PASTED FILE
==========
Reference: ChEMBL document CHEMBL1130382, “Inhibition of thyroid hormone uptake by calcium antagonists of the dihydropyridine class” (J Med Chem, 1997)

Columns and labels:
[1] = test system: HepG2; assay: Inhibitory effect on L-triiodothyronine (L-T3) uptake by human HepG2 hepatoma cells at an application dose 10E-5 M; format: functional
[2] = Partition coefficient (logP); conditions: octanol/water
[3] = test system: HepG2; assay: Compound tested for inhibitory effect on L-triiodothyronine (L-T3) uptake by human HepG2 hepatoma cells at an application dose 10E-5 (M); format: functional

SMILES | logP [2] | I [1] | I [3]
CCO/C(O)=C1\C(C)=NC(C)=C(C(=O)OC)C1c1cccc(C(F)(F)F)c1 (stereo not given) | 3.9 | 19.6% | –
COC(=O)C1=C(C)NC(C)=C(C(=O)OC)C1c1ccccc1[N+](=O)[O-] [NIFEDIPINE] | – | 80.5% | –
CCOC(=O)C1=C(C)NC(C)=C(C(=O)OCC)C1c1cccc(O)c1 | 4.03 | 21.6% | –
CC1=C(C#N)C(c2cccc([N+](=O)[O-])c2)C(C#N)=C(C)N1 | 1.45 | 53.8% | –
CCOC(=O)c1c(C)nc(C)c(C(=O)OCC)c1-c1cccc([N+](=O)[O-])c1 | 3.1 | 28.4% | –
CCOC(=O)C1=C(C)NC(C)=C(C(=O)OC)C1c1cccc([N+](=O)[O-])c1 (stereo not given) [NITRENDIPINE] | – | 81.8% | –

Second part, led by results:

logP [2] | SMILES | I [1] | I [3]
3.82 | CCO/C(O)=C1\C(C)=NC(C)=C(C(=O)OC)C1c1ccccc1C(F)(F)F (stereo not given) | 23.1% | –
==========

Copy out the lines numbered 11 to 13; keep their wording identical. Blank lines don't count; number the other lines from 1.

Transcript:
CCOC(=O)c1c(C)nc(C)c(C(=O)OCC)c1-c1cccc([N+](=O)[O-])c1 | 3.1 | 28.4% | –
CCOC(=O)C1=C(C)NC(C)=C(C(=O)OC)C1c1cccc([N+](=O)[O-])c1 (stereo not given) [NITRENDIPINE] | – | 81.8% | –

Second part, led by results: